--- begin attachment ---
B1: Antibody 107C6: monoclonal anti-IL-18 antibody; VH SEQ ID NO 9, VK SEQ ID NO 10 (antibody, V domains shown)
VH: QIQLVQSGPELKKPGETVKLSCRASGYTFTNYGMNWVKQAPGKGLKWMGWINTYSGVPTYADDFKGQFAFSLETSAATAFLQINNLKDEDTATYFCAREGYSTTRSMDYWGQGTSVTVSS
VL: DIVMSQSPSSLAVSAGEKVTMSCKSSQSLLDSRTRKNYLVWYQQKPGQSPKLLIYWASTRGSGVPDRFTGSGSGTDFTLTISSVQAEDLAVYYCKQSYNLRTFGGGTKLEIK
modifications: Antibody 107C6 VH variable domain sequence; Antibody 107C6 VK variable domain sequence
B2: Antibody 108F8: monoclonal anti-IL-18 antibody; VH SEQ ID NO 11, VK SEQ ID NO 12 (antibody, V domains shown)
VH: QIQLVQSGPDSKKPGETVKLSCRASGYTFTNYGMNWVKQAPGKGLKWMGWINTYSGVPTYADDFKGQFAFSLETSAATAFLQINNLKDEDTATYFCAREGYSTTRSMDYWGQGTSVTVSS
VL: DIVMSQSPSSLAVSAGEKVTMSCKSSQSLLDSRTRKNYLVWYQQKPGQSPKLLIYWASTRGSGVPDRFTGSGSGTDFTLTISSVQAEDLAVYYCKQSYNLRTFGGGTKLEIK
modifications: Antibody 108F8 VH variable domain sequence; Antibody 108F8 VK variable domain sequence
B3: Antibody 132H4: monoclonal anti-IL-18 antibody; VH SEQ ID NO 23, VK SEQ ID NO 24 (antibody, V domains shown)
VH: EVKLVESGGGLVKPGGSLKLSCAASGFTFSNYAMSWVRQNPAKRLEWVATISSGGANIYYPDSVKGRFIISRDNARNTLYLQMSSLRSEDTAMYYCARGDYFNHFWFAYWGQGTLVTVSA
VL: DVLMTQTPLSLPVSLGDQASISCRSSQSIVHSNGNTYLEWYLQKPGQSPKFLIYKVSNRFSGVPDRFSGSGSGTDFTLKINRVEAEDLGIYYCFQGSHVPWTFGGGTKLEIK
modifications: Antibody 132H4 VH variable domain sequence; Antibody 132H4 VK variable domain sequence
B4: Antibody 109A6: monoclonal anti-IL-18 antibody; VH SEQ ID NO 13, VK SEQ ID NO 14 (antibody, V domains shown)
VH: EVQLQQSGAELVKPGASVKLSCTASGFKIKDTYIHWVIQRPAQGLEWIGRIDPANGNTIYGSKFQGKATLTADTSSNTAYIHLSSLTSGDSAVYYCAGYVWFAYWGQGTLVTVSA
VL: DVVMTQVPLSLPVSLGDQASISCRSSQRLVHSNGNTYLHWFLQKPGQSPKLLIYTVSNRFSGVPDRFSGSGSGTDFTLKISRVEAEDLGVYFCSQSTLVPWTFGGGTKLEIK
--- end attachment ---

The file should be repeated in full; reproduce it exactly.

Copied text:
B1: Antibody 107C6: monoclonal anti-IL-18 antibody; VH SEQ ID NO 9, VK SEQ ID NO 10 (antibody, V domains shown)
VH: QIQLVQSGPELKKPGETVKLSCRASGYTFTNYGMNWVKQAPGKGLKWMGWINTYSGVPTYADDFKGQFAFSLETSAATAFLQINNLKDEDTATYFCAREGYSTTRSMDYWGQGTSVTVSS
VL: DIVMSQSPSSLAVSAGEKVTMSCKSSQSLLDSRTRKNYLVWYQQKPGQSPKLLIYWASTRGSGVPDRFTGSGSGTDFTLTISSVQAEDLAVYYCKQSYNLRTFGGGTKLEIK
modifications: Antibody 107C6 VH variable domain sequence; Antibody 107C6 VK variable domain sequence
B2: Antibody 108F8: monoclonal anti-IL-18 antibody; VH SEQ ID NO 11, VK SEQ ID NO 12 (antibody, V domains shown)
VH: QIQLVQSGPDSKKPGETVKLSCRASGYTFTNYGMNWVKQAPGKGLKWMGWINTYSGVPTYADDFKGQFAFSLETSAATAFLQINNLKDEDTATYFCAREGYSTTRSMDYWGQGTSVTVSS
VL: DIVMSQSPSSLAVSAGEKVTMSCKSSQSLLDSRTRKNYLVWYQQKPGQSPKLLIYWASTRGSGVPDRFTGSGSGTDFTLTISSVQAEDLAVYYCKQSYNLRTFGGGTKLEIK
modifications: Antibody 108F8 VH variable domain sequence; Antibody 108F8 VK variable domain sequence
B3: Antibody 132H4: monoclonal anti-IL-18 antibody; VH SEQ ID NO 23, VK SEQ ID NO 24 (antibody, V domains shown)
VH: EVKLVESGGGLVKPGGSLKLSCAASGFTFSNYAMSWVRQNPAKRLEWVATISSGGANIYYPDSVKGRFIISRDNARNTLYLQMSSLRSEDTAMYYCARGDYFNHFWFAYWGQGTLVTVSA
VL: DVLMTQTPLSLPVSLGDQASISCRSSQSIVHSNGNTYLEWYLQKPGQSPKFLIYKVSNRFSGVPDRFSGSGSGTDFTLKINRVEAEDLGIYYCFQGSHVPWTFGGGTKLEIK
modifications: Antibody 132H4 VH variable domain sequence; Antibody 132H4 VK variable domain sequence
B4: Antibody 109A6: monoclonal anti-IL-18 antibody; VH SEQ ID NO 13, VK SEQ ID NO 14 (antibody, V domains shown)
VH: EVQLQQSGAELVKPGASVKLSCTASGFKIKDTYIHWVIQRPAQGLEWIGRIDPANGNTIYGSKFQGKATLTADTSSNTAYIHLSSLTSGDSAVYYCAGYVWFAYWGQGTLVTVSA
VL: DVVMTQVPLSLPVSLGDQASISCRSSQRLVHSNGNTYLHWFLQKPGQSPKLLIYTVSNRFSGVPDRFSGSGSGTDFTLKISRVEAEDLGVYFCSQSTLVPWTFGGGTKLEIK